Michael Jamieson, from Glasgow. Picture: Toby Melville/Reuters
Michael Jamieson last week raced to a silver medal in the 200 metres breast-stroke, beaten only by a world record time by Daniel Gyurta, of Hungary.
The achievement has brought personal satisfaction and public acclaim but, crucially, it has also guaranteed funding of about £20,000 a year.
"Every 21 months it gets judged on the major meets, so to be in the top eight means my funding is guaranteed for another year, which is a huge weight off my shoulders," said the 24-year-old Glaswegian. "Some guys in the team have a nervous wait now."
Jamieson is supported in other ways – the Harry Fairbairn group providing a car, British Swimming nutritional products. However, his main debt of gratitude is to his parents, Michael and Jacqueline, and his sister, Lauren.
They all made the sacrifices that ensured the swimmer could follow his coach Fred Vernoux to Paris. It was an exercise that drained the family of money, but built the character of the future Olympic medallist.
The flat where he stayed cost his parents £480 a month but tested the fortitude of the swimmer.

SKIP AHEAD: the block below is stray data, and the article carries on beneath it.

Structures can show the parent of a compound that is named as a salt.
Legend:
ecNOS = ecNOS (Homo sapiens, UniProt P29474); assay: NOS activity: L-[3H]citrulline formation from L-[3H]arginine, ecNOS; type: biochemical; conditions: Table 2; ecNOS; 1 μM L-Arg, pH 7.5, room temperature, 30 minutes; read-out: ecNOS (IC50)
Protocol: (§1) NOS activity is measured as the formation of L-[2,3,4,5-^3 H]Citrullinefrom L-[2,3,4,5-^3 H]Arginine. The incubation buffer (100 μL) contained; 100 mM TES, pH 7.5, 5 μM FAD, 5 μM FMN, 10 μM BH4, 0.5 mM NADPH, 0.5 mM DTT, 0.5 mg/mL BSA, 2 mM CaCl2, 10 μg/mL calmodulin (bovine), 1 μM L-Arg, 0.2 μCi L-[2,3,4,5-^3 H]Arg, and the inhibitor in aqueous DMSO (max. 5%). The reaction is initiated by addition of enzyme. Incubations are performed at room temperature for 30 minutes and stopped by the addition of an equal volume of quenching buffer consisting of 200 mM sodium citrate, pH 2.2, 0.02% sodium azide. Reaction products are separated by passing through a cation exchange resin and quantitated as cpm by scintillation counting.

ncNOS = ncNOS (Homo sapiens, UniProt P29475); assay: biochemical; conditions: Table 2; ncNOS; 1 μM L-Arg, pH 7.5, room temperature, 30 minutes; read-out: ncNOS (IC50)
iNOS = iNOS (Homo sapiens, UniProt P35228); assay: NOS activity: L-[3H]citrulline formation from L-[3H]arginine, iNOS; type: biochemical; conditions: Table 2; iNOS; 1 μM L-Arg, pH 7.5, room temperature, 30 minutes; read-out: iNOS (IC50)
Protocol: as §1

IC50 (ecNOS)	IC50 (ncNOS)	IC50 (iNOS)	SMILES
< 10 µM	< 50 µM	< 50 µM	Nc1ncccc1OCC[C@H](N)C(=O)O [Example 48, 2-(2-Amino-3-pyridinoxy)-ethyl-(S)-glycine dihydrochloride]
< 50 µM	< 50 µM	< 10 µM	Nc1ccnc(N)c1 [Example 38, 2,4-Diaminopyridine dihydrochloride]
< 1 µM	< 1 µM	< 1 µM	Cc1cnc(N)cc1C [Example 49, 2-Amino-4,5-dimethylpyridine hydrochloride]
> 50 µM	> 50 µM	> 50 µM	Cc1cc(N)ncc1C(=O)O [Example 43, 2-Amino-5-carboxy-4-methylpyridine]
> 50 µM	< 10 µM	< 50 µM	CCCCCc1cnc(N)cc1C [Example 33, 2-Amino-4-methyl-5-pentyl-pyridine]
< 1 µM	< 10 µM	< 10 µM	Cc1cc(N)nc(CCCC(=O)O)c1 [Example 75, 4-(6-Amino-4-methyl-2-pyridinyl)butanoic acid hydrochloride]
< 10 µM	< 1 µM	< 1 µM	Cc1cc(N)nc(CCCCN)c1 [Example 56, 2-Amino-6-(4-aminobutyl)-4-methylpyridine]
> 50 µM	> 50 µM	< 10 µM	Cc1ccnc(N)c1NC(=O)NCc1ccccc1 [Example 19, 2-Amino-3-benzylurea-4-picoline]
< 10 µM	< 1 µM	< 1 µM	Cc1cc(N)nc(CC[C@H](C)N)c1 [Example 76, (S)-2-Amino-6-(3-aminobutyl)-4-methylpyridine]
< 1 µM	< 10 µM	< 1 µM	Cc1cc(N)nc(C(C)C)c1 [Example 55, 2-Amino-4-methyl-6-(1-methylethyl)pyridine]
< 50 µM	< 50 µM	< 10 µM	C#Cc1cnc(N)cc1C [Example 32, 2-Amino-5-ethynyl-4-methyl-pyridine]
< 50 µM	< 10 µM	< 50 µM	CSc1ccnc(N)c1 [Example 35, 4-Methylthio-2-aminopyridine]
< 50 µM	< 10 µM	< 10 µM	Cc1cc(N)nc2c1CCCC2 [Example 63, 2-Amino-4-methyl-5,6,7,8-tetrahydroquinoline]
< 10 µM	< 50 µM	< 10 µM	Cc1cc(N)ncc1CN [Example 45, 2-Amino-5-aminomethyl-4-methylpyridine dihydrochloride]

"I was living in an attic, my wingspan would touch both sides of the wall, I had one hob to cook on, there was a communal toilet and my shower was doubling up as a wardrobe.
"I had no elevator and there were 120 stairs to the top. When I went out to Paris I wasn't at the level I am now – I finished third at the Olympic trials in 2008, but didn't do enough to meet the funding criteria."
He added: "Going to Paris was a bit of a punt. I put my parents under a lot of strain and stress that year."
There was a burden, too, on Jamieson. "There was many a day when I was sitting in that little box- room on my own thinking: 'Have I really made the right decision?' I remember one day sitting there and I wasn't in the best of moods, it had been a tough week, and I thought: 'I don't know how much longer I can put up with this'."
Jamieson, though, can reflect that it was right to persevere. "It was a big strain on everyone financially, but I wouldn't have changed it," he said.
His parents did not disclose their financial concerns, content to let their son follow his dream.
"I knew things were tight, but it wasn't until I got home I realised how bad things were. Lauren has made so many sacrifices herself but I knew I had their support from the outset. I remember my dad saying he was trying to get an evening job as a driver to get some extra money," he said, adding: "I'm so delighted that I can repay their faith now."
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